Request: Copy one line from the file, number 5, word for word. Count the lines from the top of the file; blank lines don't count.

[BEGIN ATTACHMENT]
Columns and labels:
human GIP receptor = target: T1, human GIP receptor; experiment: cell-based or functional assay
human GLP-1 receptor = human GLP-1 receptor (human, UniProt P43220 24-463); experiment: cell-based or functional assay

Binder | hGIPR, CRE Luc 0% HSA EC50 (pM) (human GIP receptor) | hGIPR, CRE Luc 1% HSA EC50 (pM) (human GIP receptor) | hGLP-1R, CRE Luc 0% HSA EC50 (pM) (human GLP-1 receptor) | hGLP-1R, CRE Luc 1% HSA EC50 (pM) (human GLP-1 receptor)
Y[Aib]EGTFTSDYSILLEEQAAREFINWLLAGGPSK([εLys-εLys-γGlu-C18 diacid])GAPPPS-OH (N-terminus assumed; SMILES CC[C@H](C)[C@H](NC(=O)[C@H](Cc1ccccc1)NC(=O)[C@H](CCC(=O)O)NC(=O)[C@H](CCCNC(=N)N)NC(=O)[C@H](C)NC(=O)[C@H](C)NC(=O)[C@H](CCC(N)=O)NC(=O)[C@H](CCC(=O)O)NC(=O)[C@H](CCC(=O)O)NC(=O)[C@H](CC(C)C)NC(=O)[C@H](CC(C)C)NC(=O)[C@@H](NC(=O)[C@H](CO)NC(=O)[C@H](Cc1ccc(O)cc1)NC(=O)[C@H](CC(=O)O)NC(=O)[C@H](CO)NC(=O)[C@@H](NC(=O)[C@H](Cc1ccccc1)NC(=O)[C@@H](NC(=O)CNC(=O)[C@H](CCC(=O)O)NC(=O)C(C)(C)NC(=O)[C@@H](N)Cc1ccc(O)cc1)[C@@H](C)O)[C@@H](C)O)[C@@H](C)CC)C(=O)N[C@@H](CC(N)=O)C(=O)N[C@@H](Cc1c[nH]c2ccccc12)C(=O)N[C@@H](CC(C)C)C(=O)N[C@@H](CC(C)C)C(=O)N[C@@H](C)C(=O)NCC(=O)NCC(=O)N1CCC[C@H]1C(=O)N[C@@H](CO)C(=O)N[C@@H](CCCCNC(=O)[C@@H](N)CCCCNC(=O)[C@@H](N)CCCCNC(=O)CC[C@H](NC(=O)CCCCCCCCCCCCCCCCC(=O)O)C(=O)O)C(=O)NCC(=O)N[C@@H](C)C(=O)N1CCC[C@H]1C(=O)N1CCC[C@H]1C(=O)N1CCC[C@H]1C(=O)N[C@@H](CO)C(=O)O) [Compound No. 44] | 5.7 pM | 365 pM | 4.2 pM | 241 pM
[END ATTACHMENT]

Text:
Y[Aib]EGTFTSDYSILLEEQAAREFINWLLAGGPSK([εLys-εLys-γGlu-C18 diacid])GAPPPS-OH (N-terminus assumed; SMILES CC[C@H](C)[C@H](NC(=O)[C@H](Cc1ccccc1)NC(=O)[C@H](CCC(=O)O)NC(=O)[C@H](CCCNC(=N)N)NC(=O)[C@H](C)NC(=O)[C@H](C)NC(=O)[C@H](CCC(N)=O)NC(=O)[C@H](CCC(=O)O)NC(=O)[C@H](CCC(=O)O)NC(=O)[C@H](CC(C)C)NC(=O)[C@H](CC(C)C)NC(=O)[C@@H](NC(=O)[C@H](CO)NC(=O)[C@H](Cc1ccc(O)cc1)NC(=O)[C@H](CC(=O)O)NC(=O)[C@H](CO)NC(=O)[C@@H](NC(=O)[C@H](Cc1ccccc1)NC(=O)[C@@H](NC(=O)CNC(=O)[C@H](CCC(=O)O)NC(=O)C(C)(C)NC(=O)[C@@H](N)Cc1ccc(O)cc1)[C@@H](C)O)[C@@H](C)O)[C@@H](C)CC)C(=O)N[C@@H](CC(N)=O)C(=O)N[C@@H](Cc1c[nH]c2ccccc12)C(=O)N[C@@H](CC(C)C)C(=O)N[C@@H](CC(C)C)C(=O)N[C@@H](C)C(=O)NCC(=O)NCC(=O)N1CCC[C@H]1C(=O)N[C@@H](CO)C(=O)N[C@@H](CCCCNC(=O)[C@@H](N)CCCCNC(=O)[C@@H](N)CCCCNC(=O)CC[C@H](NC(=O)CCCCCCCCCCCCCCCCC(=O)O)C(=O)O)C(=O)NCC(=O)N[C@@H](C)C(=O)N1CCC[C@H]1C(=O)N1CCC[C@H]1C(=O)N1CCC[C@H]1C(=O)N[C@@H](CO)C(=O)O) [Compound No. 44] | 5.7 pM | 365 pM | 4.2 pM | 241 pM